A caterpillar among those mulberry leaves: The future of biography
Book club on Sunday
The most important factor about the future of biography is that print is no longer the only primary source. We have voice, image, and video now. There is a huge division between the figures of the nineteenth century we can only know through print and those of the twentieth century we can see and hear. This is why there ought to be a museum of biography that would immerse you in all of these ways of experiencing a person.
This week, the Steve Jobs Archive released an online book called Make Something Wonderful: Steve Jobs in his own words. In some ways, it is very old fashioned. It strings together a collection of emails, memos, interviews, speeches and other primary sources with some overarching commentary, section divisions, and a timeline at the back. This is how the Victorians did things. As I wrote recently, that is good and there should be more of it.
But because it is online, it has many many pictures properly integrated with the flow of the story. Hetty Saunders’ splendid biography of J.A. Baker has a photo essay at the back which tells the story of Baker’s life again in visual terms. Make Something Wonderful integrates the images throughout, without the restrictions of paper types and (literal) binding constraints. It works like the long essays on the New York Times, only with much more detail.
They miss the video and audio recordings. But this gets close to being a new way of making a biography that starts to integrate all mediums. I hope that soon we will get biographies that show us the raw footage of life in one place, rather than film in documentary, print in books, and so on. Imagine biographies that included live performances, interviews, product launches—all the things you currently have to find on YouTube. The usual things like copyright, publishing costs, academic inertia will get in the way, but in theory we should be able to produce splendid apps that immerse you in the life and the character through multi-media curation.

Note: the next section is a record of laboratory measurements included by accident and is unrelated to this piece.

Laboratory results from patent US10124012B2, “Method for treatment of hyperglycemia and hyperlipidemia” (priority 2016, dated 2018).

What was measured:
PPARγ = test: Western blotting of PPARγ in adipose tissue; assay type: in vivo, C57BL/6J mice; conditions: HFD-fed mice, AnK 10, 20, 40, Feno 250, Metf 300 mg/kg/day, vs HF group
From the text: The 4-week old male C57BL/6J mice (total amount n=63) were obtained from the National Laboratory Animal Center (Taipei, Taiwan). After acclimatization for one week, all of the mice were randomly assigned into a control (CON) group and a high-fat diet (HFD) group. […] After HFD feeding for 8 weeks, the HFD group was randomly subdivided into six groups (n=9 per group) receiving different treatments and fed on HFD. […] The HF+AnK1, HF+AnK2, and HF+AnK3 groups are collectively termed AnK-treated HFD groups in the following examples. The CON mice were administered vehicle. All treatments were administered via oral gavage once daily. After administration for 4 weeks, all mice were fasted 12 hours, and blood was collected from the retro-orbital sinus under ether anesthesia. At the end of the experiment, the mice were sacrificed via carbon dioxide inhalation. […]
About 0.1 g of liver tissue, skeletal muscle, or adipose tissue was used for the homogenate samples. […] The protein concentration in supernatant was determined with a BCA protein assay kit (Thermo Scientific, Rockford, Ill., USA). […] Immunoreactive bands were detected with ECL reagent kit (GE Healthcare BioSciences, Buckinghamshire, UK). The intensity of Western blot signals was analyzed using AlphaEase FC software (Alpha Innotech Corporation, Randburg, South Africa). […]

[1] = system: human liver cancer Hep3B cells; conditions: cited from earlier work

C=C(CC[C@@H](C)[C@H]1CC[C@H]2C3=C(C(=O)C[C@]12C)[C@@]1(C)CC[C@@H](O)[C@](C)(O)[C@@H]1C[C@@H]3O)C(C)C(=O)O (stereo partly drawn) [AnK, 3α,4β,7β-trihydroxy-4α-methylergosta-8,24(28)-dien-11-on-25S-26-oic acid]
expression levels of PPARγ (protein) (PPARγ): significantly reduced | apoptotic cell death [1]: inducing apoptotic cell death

With AI, necromancy might not be so far away. That brings its own risks of reliability and a new widows’ problem will emerge: controlling access to material will get more intense as people worry about what it will do to reputations to make someone ‘live again’ like this. If you think scandalous, salacious letters are bad, wait until biography includes overheard recordings or makes errors about the exact wording...
Still, as John Heath Stubbs wrote about the party Shakespeare had with Michael Drayton and Ben Johnson before he died,
And who wouldn’t like to have been
A caterpillar among those mulberry leaves,
To catch some of the talk that drifted upwards,
And pass it on when one had turned a moth.
If anyone can do this, it is the Steve Jobs Archive, and I am optimistic for what they produce next.
The first Common Reader Book Club is on Sunday 16th April 19.00 UK time. That’s 14.00 Eastern and 11.00 am Pacific Time. We are discussing Gerard Manley Hopkins’ The Windhover, Elizabeth Bishop’s The Fish, and Seamus Heaney’s Oysters. We’ll be looking at Hopkins’ technique—how does he achieve his effects, and what does his poem mean—and then looking briefly at the way those techniques influence Bishop and Heaney. We’ll talk for about 90 minutes. If you want to join but can’t make the time, let me know.
Subscribers will get the zoom link in a post on Sunday. I will then post some detailed analysis of the poems in a subscribers’ only post and a video of the session. Subscribe today if you want to join us or read my analysis afterwards.